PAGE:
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Head and Neck Imaging
April 2003

Recurrent Pleomorphic Adenoma of the Parotid Gland in Pediatric and Adult Patients: Value of Multiple Lesions as a Diagnostic Indicator

Abstract

OBJECTIVE. Recurrent pleomorphic adenoma of the parotid gland is a significant problem. Rates have been as high as 40% in some series of patients who have undergone surgery for the primary lesion. In the imaging literature, anecdotal case reports show multiple lesions in recurrent pleomorphic adenoma. Our aim was to analyze the imaging of a series of patients to determine the reliability of multiple lesions as a tool in diagnosing recurrent disease.
MATERIALS AND METHODS. Medical records of the patients with recurrent pleomorphic adenoma of the parotid gland referred to our institution were retrospectively reviewed. Before the second surgery, MR imaging had been performed in 15 patients. We retrospectively reevaluated and scored the MR imaging studies with particular attention paid to the location and number of the lesions and the remaining parotid gland tissue.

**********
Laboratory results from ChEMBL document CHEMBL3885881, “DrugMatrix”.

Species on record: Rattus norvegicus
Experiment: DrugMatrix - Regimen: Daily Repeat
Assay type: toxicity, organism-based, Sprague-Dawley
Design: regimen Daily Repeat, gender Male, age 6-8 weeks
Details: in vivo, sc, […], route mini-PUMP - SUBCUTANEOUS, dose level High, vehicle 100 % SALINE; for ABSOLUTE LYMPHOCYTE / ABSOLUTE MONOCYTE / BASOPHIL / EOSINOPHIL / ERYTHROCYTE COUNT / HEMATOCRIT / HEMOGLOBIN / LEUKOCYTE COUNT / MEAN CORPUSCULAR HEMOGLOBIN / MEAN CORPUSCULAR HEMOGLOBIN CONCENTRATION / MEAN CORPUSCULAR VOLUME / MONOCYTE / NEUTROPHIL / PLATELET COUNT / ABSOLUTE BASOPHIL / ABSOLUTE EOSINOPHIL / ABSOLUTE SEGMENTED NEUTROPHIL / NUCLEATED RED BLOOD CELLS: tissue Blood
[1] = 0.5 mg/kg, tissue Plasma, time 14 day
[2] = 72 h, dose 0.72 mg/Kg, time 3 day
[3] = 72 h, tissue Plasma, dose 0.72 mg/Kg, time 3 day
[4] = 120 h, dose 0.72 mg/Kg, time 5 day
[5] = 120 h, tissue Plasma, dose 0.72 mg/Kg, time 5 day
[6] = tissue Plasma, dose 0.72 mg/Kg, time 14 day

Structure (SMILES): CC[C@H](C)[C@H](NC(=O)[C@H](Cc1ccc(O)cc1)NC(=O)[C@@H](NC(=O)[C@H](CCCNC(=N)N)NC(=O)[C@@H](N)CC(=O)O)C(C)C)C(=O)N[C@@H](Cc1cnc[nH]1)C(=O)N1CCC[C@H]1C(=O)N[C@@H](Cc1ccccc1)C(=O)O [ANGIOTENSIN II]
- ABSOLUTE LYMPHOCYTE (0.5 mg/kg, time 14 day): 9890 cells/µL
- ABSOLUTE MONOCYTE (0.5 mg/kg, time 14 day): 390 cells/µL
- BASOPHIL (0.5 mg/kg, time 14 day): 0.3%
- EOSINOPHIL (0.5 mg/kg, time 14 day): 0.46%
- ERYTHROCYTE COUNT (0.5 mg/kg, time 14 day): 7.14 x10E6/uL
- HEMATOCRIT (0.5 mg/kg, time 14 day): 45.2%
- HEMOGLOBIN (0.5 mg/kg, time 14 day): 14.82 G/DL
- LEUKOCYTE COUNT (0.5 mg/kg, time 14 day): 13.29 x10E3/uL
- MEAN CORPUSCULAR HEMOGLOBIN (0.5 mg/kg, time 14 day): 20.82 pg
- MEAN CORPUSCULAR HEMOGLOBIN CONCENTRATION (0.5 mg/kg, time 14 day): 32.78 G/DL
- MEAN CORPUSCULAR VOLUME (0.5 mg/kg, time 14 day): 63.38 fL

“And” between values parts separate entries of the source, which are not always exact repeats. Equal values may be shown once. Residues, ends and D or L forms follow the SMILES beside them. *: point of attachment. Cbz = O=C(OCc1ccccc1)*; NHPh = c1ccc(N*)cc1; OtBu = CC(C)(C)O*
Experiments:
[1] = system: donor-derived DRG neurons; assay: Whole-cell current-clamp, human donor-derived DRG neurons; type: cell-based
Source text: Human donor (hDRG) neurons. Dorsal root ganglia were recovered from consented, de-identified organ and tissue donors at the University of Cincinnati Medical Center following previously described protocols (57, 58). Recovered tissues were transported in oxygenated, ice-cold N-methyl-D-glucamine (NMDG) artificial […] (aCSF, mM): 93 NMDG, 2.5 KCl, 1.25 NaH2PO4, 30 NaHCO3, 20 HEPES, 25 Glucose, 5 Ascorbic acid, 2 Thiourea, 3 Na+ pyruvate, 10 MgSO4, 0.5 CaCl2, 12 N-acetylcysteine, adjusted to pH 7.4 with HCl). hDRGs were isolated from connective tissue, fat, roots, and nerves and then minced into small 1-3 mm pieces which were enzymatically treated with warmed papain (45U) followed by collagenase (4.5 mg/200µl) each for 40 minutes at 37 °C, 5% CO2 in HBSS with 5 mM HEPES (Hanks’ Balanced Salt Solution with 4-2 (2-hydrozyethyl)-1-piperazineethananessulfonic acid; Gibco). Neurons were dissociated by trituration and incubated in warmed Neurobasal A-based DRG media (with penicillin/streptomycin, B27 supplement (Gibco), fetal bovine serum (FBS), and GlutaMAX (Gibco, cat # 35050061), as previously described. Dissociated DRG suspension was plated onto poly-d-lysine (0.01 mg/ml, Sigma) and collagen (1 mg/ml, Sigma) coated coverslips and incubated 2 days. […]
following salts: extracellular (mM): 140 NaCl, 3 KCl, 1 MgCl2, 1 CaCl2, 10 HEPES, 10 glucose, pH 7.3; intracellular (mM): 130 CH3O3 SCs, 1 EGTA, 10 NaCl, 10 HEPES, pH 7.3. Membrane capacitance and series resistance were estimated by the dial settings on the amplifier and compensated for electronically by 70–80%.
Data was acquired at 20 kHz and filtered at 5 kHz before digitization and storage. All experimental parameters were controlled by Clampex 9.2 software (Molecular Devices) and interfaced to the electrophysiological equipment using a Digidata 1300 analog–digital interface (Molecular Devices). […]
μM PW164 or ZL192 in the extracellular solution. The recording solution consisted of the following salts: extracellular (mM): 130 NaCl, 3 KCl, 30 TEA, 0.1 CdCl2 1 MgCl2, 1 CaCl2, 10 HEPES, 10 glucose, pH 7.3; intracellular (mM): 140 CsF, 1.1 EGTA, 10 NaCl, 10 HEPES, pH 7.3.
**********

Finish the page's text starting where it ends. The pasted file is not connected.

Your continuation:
RESULTS. On the basis of imaging findings, eight patients underwent enucleation, superficial parotidectomy had been performed in four patients, and three patients underwent total parotidectomy. For our group, the lesions were multiple in 73.3% of patients.
CONCLUSION. To our knowledge, we present the first large series of imaging studies in recurrent pleomorphic adenoma of the parotid gland. Our findings show that recurrent pleomorphic adenomas are most likely to be multiple. Such multiplicity of lesions is a reliable diagnostic indicator of recurrent disease.

Introduction